The “new normal” paradox: What COVID-19 has revealed about higher education

Higher education faces challenges that are unlike any other industry. What path will ASU, and universities like ASU, take in a post-COVID world?

Photo: Luis Robayo/AFP via Getty Images
Sponsored by Charles Koch Foundation
  • Everywhere you turn, the idea that coronavirus has brought on a "new normal" is present and true. But for higher education, COVID-19 exposes a long list of pernicious old problems more than it presents new problems.
  • It was widely known, yet ignored, that digital instruction must be embraced. When combined with traditional, in-person teaching, it can enhance student learning outcomes at scale.
  • COVID-19 has forced institutions to understand that far too many higher education outcomes are determined by a student's family income, and in the context of COVID-19 this means that lower-income students, first-generation students and students of color will be disproportionately afflicted.
Keep reading Show less

Why is everyone so selfish? Science explains

The coronavirus pandemic has brought out the perception of selfishness among many.

Credit: Adobe Stock, Olivier Le Moal.
Personal Growth
  • Selfish behavior has been analyzed by philosophers and psychologists for centuries.
  • New research shows people may be wired for altruistic behavior and get more benefits from it.
  • Crisis times tend to increase self-centered acts.
Keep reading Show less

How Hemingway felt about fatherhood

Parenting could be a distraction from what mattered most to him: his writing.

Ernest Hemingway Holding His Son 1927 (Wikimedia Commons)
Culture & Religion

Ernest Hemingway was affectionately called “Papa," but what kind of dad was he?

Keep reading Show less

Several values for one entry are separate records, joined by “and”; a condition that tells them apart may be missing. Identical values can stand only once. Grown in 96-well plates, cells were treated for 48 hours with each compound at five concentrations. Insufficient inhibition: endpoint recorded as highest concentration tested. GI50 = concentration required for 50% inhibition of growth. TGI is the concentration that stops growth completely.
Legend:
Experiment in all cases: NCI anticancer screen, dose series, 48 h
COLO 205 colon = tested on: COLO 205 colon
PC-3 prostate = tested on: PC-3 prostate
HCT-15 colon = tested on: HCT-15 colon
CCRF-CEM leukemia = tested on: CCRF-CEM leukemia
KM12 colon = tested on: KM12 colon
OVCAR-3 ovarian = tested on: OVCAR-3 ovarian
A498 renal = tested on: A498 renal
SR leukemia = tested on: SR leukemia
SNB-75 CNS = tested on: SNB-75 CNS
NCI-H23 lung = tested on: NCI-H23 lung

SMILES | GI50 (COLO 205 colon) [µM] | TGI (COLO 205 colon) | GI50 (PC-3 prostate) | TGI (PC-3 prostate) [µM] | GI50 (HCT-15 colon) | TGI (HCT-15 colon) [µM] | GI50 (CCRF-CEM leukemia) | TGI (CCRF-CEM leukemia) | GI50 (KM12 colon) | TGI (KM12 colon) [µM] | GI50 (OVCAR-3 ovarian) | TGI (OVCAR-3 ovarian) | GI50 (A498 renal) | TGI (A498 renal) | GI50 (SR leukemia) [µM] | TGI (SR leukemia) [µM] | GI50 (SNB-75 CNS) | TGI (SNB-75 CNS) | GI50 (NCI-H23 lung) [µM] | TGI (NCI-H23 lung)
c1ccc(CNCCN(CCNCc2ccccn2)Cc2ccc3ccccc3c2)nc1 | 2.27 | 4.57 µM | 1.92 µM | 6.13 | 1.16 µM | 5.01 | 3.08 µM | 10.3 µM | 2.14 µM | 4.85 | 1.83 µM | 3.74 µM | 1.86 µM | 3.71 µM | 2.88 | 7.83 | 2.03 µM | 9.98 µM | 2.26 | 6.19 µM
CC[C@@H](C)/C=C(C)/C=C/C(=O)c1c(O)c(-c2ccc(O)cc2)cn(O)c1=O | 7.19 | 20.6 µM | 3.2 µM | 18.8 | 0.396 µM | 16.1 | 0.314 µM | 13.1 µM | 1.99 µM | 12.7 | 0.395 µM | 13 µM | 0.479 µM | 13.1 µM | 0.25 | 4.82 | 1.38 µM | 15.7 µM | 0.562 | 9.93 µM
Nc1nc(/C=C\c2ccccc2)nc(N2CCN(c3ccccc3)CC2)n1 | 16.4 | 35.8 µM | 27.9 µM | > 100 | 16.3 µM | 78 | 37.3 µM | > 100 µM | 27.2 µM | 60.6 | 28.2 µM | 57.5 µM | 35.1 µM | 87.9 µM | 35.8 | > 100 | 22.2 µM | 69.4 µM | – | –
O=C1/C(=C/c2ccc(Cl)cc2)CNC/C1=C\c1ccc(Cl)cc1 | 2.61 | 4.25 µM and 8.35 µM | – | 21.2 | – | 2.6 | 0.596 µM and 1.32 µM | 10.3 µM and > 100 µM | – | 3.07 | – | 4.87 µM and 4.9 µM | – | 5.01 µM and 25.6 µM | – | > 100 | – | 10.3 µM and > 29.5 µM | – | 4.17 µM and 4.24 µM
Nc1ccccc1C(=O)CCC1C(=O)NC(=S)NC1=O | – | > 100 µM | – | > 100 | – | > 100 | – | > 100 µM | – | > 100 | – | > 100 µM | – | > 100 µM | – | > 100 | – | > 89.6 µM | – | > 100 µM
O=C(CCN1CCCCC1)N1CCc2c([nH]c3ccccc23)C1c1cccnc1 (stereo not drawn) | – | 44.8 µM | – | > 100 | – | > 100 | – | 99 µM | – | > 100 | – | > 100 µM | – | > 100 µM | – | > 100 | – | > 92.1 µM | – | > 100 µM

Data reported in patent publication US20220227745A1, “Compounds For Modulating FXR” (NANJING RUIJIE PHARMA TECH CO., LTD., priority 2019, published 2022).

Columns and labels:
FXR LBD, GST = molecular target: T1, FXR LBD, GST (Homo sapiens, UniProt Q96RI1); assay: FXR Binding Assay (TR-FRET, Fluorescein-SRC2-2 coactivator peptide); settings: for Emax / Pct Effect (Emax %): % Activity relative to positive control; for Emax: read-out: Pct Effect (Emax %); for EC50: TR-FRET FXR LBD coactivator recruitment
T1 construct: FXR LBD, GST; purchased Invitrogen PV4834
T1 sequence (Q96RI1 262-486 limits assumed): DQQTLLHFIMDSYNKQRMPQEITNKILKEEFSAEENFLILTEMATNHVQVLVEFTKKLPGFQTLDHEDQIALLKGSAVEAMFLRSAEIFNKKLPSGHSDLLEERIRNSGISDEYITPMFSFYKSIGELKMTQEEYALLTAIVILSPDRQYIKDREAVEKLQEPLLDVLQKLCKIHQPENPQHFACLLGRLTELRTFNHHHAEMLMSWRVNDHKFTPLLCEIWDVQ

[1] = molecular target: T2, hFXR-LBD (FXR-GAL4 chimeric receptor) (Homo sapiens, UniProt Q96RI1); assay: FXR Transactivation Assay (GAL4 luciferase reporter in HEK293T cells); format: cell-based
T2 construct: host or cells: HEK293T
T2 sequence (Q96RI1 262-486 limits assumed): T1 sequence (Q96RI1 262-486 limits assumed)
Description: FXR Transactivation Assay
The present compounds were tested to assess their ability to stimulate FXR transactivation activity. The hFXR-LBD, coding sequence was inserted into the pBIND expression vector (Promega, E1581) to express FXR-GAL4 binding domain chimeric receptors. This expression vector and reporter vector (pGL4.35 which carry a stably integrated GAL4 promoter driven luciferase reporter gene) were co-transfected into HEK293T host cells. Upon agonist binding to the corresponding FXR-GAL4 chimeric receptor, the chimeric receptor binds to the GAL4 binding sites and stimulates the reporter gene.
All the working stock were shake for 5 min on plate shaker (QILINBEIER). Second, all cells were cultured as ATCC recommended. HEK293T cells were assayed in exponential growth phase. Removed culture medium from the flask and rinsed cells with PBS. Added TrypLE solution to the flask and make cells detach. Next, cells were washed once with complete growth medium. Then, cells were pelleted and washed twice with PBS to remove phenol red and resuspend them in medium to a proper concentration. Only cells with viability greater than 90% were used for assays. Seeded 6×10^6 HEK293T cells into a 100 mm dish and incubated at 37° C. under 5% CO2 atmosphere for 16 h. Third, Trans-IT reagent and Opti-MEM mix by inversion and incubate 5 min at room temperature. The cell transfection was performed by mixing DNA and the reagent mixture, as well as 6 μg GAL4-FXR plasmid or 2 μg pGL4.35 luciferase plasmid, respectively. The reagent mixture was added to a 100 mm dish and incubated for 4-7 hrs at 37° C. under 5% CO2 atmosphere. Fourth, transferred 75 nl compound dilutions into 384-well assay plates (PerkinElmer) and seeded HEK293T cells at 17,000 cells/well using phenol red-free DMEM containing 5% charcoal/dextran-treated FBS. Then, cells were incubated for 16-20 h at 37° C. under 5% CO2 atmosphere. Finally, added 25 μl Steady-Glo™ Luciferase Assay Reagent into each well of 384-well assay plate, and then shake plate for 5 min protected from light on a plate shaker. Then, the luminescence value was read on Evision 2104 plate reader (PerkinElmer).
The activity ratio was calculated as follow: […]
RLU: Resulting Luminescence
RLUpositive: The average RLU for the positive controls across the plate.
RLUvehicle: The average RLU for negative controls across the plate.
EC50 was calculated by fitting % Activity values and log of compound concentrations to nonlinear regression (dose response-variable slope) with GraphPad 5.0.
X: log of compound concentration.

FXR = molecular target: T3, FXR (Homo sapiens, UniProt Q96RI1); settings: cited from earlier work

How DNA revealed the woolly mammoth's fate – and what it teaches us today

Scientists uncovered the secrets of what drove some of the world's last remaining woolly mammoths to extinction.

Ethan Miller/Getty Images
Surprising Science

Every summer, children on the Alaskan island of St Paul cool down in Lake Hill, a crater lake in an extinct volcano – unaware of the mysteries that lie beneath.

Keep reading Show less

The biology of aliens: How much do we know?

Hollywood has created an idea of aliens that doesn't match the science.

Videos
  • Ask someone what they think aliens look like and you'll probably get a description heavily informed by films and pop culture. The existence of life beyond our planet has yet to be confirmed, but there are clues as to the biology of extraterrestrials in science.
  • "Don't give them claws," says biologist E.O. Wilson. "Claws are for carnivores and you've got to be an omnivore to be an E.T. There just isn't enough energy available in the next trophic level down to maintain big populations and stable populations that can evolve civilization."
  • In this compilation, Wilson, theoretical physicist Michio Kaku, Bill Nye, and evolutionary biologist Jonathan B. Losos explain why aliens don't look like us and why Hollywood depictions are mostly inaccurate.
Keep reading Show less
Quantcast